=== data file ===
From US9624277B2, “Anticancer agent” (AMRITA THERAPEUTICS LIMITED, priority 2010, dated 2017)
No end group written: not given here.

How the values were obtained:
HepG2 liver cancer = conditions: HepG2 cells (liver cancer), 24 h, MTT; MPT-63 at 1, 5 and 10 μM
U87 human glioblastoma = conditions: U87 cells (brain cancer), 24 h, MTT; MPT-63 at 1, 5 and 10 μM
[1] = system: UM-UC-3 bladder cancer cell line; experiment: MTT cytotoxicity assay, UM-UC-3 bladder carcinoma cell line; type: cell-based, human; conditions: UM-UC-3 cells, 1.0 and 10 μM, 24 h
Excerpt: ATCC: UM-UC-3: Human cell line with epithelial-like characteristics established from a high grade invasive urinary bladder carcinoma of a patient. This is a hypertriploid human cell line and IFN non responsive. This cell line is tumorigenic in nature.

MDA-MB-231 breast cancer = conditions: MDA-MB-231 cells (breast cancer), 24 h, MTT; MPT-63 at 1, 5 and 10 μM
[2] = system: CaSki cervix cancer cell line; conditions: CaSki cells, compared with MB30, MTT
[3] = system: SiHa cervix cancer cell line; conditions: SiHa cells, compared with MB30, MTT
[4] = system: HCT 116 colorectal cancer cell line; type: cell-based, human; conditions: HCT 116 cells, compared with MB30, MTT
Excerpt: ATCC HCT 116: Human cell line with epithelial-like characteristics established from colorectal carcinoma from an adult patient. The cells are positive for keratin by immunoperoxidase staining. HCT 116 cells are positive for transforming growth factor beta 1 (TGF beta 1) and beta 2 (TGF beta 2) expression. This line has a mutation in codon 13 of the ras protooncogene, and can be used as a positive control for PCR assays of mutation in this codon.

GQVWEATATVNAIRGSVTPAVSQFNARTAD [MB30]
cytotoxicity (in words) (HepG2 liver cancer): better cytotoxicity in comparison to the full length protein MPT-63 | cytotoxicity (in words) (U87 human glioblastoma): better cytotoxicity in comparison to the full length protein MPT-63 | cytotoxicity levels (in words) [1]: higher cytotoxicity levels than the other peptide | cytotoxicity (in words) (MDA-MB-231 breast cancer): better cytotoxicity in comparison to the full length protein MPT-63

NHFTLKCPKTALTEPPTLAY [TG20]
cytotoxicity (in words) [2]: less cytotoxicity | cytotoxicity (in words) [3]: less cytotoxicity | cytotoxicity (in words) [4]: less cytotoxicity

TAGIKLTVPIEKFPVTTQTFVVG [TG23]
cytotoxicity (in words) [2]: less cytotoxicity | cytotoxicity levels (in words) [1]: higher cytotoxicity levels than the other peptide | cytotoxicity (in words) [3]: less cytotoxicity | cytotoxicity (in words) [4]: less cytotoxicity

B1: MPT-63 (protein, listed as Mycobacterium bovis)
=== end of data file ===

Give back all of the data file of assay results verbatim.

From US9624277B2, “Anticancer agent” (AMRITA THERAPEUTICS LIMITED, priority 2010, dated 2017)
No end group written: not given here.

How the values were obtained:
HepG2 liver cancer = conditions: HepG2 cells (liver cancer), 24 h, MTT; MPT-63 at 1, 5 and 10 μM
U87 human glioblastoma = conditions: U87 cells (brain cancer), 24 h, MTT; MPT-63 at 1, 5 and 10 μM
[1] = system: UM-UC-3 bladder cancer cell line; experiment: MTT cytotoxicity assay, UM-UC-3 bladder carcinoma cell line; type: cell-based, human; conditions: UM-UC-3 cells, 1.0 and 10 μM, 24 h
Excerpt: ATCC: UM-UC-3: Human cell line with epithelial-like characteristics established from a high grade invasive urinary bladder carcinoma of a patient. This is a hypertriploid human cell line and IFN non responsive. This cell line is tumorigenic in nature.

MDA-MB-231 breast cancer = conditions: MDA-MB-231 cells (breast cancer), 24 h, MTT; MPT-63 at 1, 5 and 10 μM
[2] = system: CaSki cervix cancer cell line; conditions: CaSki cells, compared with MB30, MTT
[3] = system: SiHa cervix cancer cell line; conditions: SiHa cells, compared with MB30, MTT
[4] = system: HCT 116 colorectal cancer cell line; type: cell-based, human; conditions: HCT 116 cells, compared with MB30, MTT
Excerpt: ATCC HCT 116: Human cell line with epithelial-like characteristics established from colorectal carcinoma from an adult patient. The cells are positive for keratin by immunoperoxidase staining. HCT 116 cells are positive for transforming growth factor beta 1 (TGF beta 1) and beta 2 (TGF beta 2) expression. This line has a mutation in codon 13 of the ras protooncogene, and can be used as a positive control for PCR assays of mutation in this codon.

GQVWEATATVNAIRGSVTPAVSQFNARTAD [MB30]
cytotoxicity (in words) (HepG2 liver cancer): better cytotoxicity in comparison to the full length protein MPT-63 | cytotoxicity (in words) (U87 human glioblastoma): better cytotoxicity in comparison to the full length protein MPT-63 | cytotoxicity levels (in words) [1]: higher cytotoxicity levels than the other peptide | cytotoxicity (in words) (MDA-MB-231 breast cancer): better cytotoxicity in comparison to the full length protein MPT-63

NHFTLKCPKTALTEPPTLAY [TG20]
cytotoxicity (in words) [2]: less cytotoxicity | cytotoxicity (in words) [3]: less cytotoxicity | cytotoxicity (in words) [4]: less cytotoxicity

TAGIKLTVPIEKFPVTTQTFVVG [TG23]
cytotoxicity (in words) [2]: less cytotoxicity | cytotoxicity levels (in words) [1]: higher cytotoxicity levels than the other peptide | cytotoxicity (in words) [3]: less cytotoxicity | cytotoxicity (in words) [4]: less cytotoxicity

B1: MPT-63 (protein, listed as Mycobacterium bovis)